Information and resources that support your role in caring for a loved one.

Family caregivers sacrifice a lot to take care of their loved ones.

Some Washington lawmakers think there’s at least one thing they shouldn’t have to give up, and that’s the Social Security income they would have received in retirement had they not taken time off from work to serve as caregivers.

Before Congress broke for its extended August break earlier this week, Congresswoman Nita M. Lowey (D-NY 17) introduced the Social Security Caregiver Credit Act of 2014.

Lowey’s press release announcing the bill noted that the proposal would create a credit that would be added to earnings that the Social Security Administration would use to calculate future benefits. Social Security benefits are calculated based on the highest 35 years of indexed earnings that person made while in the workforce. But caregivers who cut back their hours or stop working altogether to care for a loved one face receiving lower benefits because of those reduced earnings.

MetLife study in 2011 estimated that male caregivers who leave the workforce or reduce hours because of caregiving responsibilities lose an average of $283,716 in wages, pensions and Social Security benefits, with the Social Security benefits accounting for $144,609 of that total. For women, the overall loss in wages, pensions and benefits is even higher at $324,044, with $131,351 lost in projected Social Security benefits.

Lowey’s bill would address some of that shortcoming by granting caregivers a progressive credit on an income-based sliding scale for up to 60 months of time spent caring for a dependent relative. The credit is worth half of average national wage and is phased out when the caregiver makes more than the national average. For example, the 2012 national average was approximately $44,000, so a caregiver who did not work at all would receive a credit of around $22,000 for that year. The amount is reduced for part-time workers based on their earnings, and caregivers need to spend at least 80 hours a month providing unpaid care for a dependent relative to qualify. The credits accessed are then used by the Social Security Administration to calculate future benefits.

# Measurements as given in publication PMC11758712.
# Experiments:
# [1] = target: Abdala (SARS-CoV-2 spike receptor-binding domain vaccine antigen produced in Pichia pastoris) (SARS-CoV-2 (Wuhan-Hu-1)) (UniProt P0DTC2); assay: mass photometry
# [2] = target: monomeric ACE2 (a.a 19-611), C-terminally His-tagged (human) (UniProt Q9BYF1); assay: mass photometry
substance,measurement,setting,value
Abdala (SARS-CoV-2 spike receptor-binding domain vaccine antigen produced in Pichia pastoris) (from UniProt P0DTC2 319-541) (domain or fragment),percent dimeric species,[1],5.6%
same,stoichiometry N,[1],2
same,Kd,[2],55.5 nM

Lowey introduced the bill in the House of Representatives on July 8, and it was referred to the Ways and Means Committee. This is the seventh time Lowey has introduced legislation like this. The previous six efforts, in 2002, 2003, 2006, 2007, 2009 and 2011 all died in committee without even earning a vote from the full House.

With the current Republican-controlled House on track to be the least productive in history in terms of number of the bills signed into law, the chances for the latest version of the Social Security Caregiver Credit Act becoming law don’t look too promising. But there are some signs for optimism.

Lowey landed 33 co-sponsors for this year’s bill, more than any previous edition. In fact, the 2006, 2007 and 2011 bills didn’t have any co-sponsors, and the 2009 version had just one. With the tide turning ever so slowly against the calls to cut Social Security through such means as adopting chained CPI to lower cost of living adjustments for benefits, the need to strengthen Social Security is gaining steam.

In addition to Lowey’s bill, seven other bills to strengthen or expand Social Security benefits have been introduced during this Congressional session. All are longshots to be enacted, or even get a full floor vote, but they have shifted the debate over Social Security’s future from arguing whether to cut benefits by a little or a lot to bringing the possibility of maintaining and even expanding benefits into the discussion.

That’s progress. Getting some of these bills passed and signed into law would be an even bigger step in the right direction for older adults and caregivers throughout America.

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